- I wanted to look natural, classic, and timeless. There wasn't going to be any makeup regret twenty or thirty years down the road.
- I was heavily inspired by Sophia Coppola's stunning film "Marie Antoinette"
I know my way around a brush or two, and I knew I could cut cost by applying my own wedding makeup. I didn't want to spend a lot of money to have someone else do my makeup when I know I could do it better and more accurately. For some this might seem like a risky move. After all, this isn't the kind of makeup you'd wear on any given day. But I felt confident and capable of giving myself a look that was true to me, in line with my inspiration, and perfect for a summer wedding in a garden.
The setting: this was two weeks before our garden wedding (and yes, I took care of my roots before saying "I do").
I knew that whatever makeup I used was going to have to stand two important tests: it needed to photograph well indoors and especially out, and it needed to last all day long through all kinds of weather conditions. Finding products that fit those requirements was tricky, so I recommended that if you do go the DIY route, you experiment with different products for some time before the wedding. I did, and I went through a slew of products before finally settling on ones that held up to wear and tear, flash photography, and the crazy Massachusetts summer weather.
So how do you choose what works for wedding makeup?
- Avoid any foundation or concealer that contains SPF (gasp!). I say this only because a foundation with heavy levels of SPF with photograph terribly; you'll look greasy and unfinished, perhaps even blotchy.
- Avoid foundations that have any sort of shimmer to them. Matte coverage is best. You're likely going to use other products that contain some shimmer, and unless you want to look washed out or oily in your photos, it's better to limit where you have shimmer on your face (hint: shimmer should only be above your cheekbone as a highlighter and no where else).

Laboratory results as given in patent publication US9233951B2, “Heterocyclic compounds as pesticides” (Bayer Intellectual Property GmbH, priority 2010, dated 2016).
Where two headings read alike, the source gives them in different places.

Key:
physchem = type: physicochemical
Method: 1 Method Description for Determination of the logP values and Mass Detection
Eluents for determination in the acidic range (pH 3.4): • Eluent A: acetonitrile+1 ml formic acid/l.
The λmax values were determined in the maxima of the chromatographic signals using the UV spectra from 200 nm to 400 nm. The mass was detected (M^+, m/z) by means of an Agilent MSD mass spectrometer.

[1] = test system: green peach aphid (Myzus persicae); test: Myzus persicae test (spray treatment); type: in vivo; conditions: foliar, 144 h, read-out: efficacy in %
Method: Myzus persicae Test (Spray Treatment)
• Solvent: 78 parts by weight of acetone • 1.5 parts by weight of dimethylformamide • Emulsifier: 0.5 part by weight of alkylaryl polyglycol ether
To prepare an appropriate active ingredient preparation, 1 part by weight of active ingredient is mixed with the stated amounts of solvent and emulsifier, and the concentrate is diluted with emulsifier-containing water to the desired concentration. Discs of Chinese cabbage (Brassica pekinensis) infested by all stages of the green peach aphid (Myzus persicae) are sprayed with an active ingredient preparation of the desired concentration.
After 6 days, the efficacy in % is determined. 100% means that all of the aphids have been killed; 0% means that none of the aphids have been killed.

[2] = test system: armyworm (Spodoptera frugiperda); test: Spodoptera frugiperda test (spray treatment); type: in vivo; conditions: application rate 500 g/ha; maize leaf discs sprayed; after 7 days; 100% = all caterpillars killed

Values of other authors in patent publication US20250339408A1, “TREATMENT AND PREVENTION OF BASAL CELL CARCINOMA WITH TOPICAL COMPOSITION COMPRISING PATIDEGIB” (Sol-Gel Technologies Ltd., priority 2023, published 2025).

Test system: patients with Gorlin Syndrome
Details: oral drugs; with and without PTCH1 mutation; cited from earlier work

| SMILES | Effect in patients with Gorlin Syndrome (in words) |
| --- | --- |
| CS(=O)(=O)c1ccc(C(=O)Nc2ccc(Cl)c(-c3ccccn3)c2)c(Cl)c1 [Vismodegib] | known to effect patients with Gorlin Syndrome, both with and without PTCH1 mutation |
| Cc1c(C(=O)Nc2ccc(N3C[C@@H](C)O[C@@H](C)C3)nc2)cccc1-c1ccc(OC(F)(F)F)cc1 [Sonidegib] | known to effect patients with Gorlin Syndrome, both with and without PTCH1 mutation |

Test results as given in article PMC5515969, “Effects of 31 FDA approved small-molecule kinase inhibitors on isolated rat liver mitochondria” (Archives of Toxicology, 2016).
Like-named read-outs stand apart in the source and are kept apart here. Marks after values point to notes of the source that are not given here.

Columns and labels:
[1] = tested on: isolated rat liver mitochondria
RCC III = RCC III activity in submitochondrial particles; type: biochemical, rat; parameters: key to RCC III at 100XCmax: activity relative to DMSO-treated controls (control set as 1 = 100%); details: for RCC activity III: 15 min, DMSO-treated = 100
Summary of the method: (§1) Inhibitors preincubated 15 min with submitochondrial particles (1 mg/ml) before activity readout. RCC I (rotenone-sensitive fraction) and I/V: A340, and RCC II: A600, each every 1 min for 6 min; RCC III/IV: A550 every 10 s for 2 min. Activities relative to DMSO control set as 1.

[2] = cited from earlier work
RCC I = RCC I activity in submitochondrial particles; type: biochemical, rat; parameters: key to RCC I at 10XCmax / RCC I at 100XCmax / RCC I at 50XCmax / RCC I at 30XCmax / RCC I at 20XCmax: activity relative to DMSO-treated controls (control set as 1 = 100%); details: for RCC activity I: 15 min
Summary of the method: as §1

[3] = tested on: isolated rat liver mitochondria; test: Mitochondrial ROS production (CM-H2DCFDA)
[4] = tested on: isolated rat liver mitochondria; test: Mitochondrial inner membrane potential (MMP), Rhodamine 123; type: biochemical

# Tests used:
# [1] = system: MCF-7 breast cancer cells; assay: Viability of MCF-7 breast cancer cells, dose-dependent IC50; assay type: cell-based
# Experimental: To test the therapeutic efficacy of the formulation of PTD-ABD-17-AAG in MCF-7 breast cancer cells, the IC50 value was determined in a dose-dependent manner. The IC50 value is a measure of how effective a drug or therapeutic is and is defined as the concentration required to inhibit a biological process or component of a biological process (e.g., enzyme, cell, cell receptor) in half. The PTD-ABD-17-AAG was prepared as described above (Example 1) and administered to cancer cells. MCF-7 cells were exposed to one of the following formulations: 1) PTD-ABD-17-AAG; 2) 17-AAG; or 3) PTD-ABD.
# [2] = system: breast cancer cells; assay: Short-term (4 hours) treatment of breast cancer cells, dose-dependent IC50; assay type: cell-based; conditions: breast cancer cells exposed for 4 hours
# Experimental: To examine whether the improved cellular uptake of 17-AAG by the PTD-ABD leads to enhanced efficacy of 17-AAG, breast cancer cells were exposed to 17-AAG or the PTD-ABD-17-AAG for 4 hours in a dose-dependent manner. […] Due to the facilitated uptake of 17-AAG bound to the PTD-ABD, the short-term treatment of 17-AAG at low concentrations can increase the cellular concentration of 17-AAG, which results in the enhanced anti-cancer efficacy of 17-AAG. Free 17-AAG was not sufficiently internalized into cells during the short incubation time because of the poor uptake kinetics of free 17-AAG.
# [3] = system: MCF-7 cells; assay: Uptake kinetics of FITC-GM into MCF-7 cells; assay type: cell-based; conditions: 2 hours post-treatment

- Blush is very important, and it doesn't hurt to build up the color as you apply your makeup. Blush (and a sweep of bronzer) help to contour and define your features, and it shows up beautifully in pictures to give you that "just married" glow! If you can, stick to a natural toned color, rather than a trend. The blush should flatter your coloring and more importantly, it should look classic in pictures years down the road.
- Choose eyeshadows that are flattering and long-lasting. Always use a primer first, to guarantee your eye makeup doesn't wear off throughout the night. Again, limit shimmer. It's best to use a satin finish shadow because there is a slight sheen so a little oomph, but enough matte color that it will photograph beautifully. And please, for the love of God, never, ever use bright blue eye shadow on your wedding day. That will never look good.
- Make sure you line above and below your lashes. You want your eyes to stand out and be defined in your wedding photos. Smudge for a more dramatic look, or leave as is for a more pristine look.
- Always, always, always pick lipstick over gloss. Your groom doesn't want to have goopy, glittery lips, and you don't want to reapply it every five minutes. If you absolutely need a little shimmer on your lips, take the tip of your pinky finger and dab it into a shimmering, light-colored eyeshadow (white, vanilla, baby pink, or lilac work best), and pat it to the center of your lips, over the shadow. This will give the look of gloss without the sticky factor.
And I've recreated it, just for this blog (note: some products have been changed. The blush is Mary Kay's Shy, and I've used gel liner instead of crayon):
Natural, filtered lighting
Without flash and with flash
Inside with flash, and a closeup of the look
And a simple half up-do with some sparkle. Just for kicks ;)
And there you have it: simple DIY wedding day makeup!
How do you feel about DIY wedding makeup? Are you brave enough for it? Is it something you would consider doing, or would you keep it safe and have a professional do it?